Over the past three years the UK has been in limbo; are we leaving the European Union (EU) or are we staying? After some delays, we have now left the EU and entered an 11-month transition period.

Right now, your driving licence is valid in the EU. You’re free to drive, for work or pleasure, with a UK licence and don’t need any additional documents. If you move to another EU country, you can exchange your driving licence for one from your new home country – without having to retake a driving test.

But what is this transition period and what does it mean for you?

Driving in the EU: Fees and permits

Transition period:

The rules on travel visas or the International Driving Permit (IDP) remain the same during the transition period.

After the transition period (note that this might be delayed and whilst we can guess what might change, nothing is yet formally agreed):

You won’t need to buy a visa to travel in the EU, but you’ll have to pay 7€ (£6.30) every three years for an ETIAS (European Travel Information and Authorization System) document, expected to come in place from 2021.

You might also need to get an International Driving Permit (IDP) to drive in the EU. Luckily these only cost £5.50 and are available at post offices on a quick turn-up-and-go basis. This requirement would apply to both driving your own car or hiring a car at the destination.

You’d need to plan this ahead as there are different types of IDP, based on what country you’re driving in. One is valid for 12 months in Ireland, Spain, Cyprus and Malta, and another is valid for 3 years and recognised in the rest of the EU countries, and Norway and Switzerland. There is now also a third type of permit. This means you might need to buy several IDPs, if you’re travelling through multiple countries.

Not having the correct IDP could get you turned away at the border or result in fines. You might also need to make sure your passport is valid for a minimum of six months.

Brexit and car insurance: International Motor Insurance Certificate (IMIC)

Transition period:

You don’t need an IMIC (formerly known as Green Card) to drive in the EU during the transition period.

After the transition period (note that this might be delayed and whilst we can guess what might change, nothing is yet formally agreed):

You might need to carry an additional certificate to prove you have third party motor insurance cover, when driving in the EU, EEA, Andorra, Serbia or Switzerland.

You can request an IMIC from your insurer, otherwise you’d need to buy local insurance in the country you’re travelling to. Without a proof of third party insurance, you might not be allowed to drive or get fined. You might also be required to get separate insurance for trailers, meaning you’ll need a separate IMIC too.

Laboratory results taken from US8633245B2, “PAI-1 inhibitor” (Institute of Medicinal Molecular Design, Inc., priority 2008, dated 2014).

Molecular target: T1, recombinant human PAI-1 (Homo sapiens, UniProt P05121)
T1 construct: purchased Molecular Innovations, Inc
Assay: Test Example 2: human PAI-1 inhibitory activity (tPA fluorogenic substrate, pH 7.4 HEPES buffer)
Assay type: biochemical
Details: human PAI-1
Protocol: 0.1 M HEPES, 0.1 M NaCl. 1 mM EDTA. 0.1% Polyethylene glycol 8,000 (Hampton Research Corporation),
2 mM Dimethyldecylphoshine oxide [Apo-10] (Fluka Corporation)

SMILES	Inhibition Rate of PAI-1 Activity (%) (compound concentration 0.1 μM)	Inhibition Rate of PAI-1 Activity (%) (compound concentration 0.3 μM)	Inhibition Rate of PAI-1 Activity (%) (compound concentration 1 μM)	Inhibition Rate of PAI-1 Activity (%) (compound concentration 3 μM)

Have a look at our FAQs for more information.

Living in an EU country: Licence exchange

Transition period:

You’re not required to change your driving licence even if you’re living in an EU country.

After the transition period (note that this might be delayed and whilst we can guess what might change, nothing is yet formally agreed):

If you’re a UK licence holder living in the EU or you’re planning to move to an EU country after the Brexit date, you might not have the right to drive with your UK driving licence anymore. Depending on the laws of your new home country, you might need to retake a driving test.

If you think this might affect you, exchange your UK licence for an EU one in advance. With increased demand the processing times can take longer so the sooner you prepare the better. You can drive with your EU licence when visiting the UK and you’ll be able to re-exchange it, if you return permanently.

Road accidents in the EU: Making a claim

Transition period:

Whilst in the transition period, the UK is still part of the Protection of Visitors arrangement and claims can be made through UK-based claims representatives, if you have an accident abroad.

After the transition period (note that this might be delayed and whilst we can guess what might change, nothing is yet formally agreed):

The UK might withdraw from the Protection of Visitors, meaning that UK residents might not be able to make a claim through UK-based Claims Representatives or the Motor Insurer’s Bureau (MIB) for an accident that’s happened within the EU. Claims would need to be made directly to the foreign insurer or the foreign equivalent of MIB.

UK vehicle identification: Plates and stickers

Transition period:

A GB distinguished number plate, or a sticker, show that you’re driving a UK-registered vehicle abroad. You don’t have to change your registration plate during the transition period, and you’re not required to put a separate GB sticker on your car – for now.

After the transition period (note that this might be delayed and whilst we can guess what might change, nothing is yet formally agreed):

Maybe you have a ‘Euro-plate’, showing both the EU flag and a GB sign, but after the transition period you might need a GB sticker in addition, or have to replace your Euro-plate with a number plate featuring the GB sign without the EU flag.

 

Sources:

https://www.gov.uk/guidance/prepare-to-drive-in-the-eu-after-brexit
https://www.mib.org.uk/driving-abroad-eu-exit/
https://www.gov.uk/government/publications/driving-in-the-eu-if-theres-no-brexit-deal/driving-in-the-eu-if-theres-no-brexit-deal
https://www.rac.co.uk/drive/travel/driving-abroad/international-driving-permits-and-brexit/
https://www.bbc.co.uk/news/uk-politics-45512152
https://www.nao.org.uk/wp-content/uploads/2018/07/Implementing-the-UKs-Exit-from-the-European-Union-Summary.pdf
https://www.gov.uk/government/publications/vehicle-insurance-if-theres-no-brexit-deal/vehicle-insurance-if-theres-no-brexit-deal
https://www.bbc.co.uk/news/uk-46564884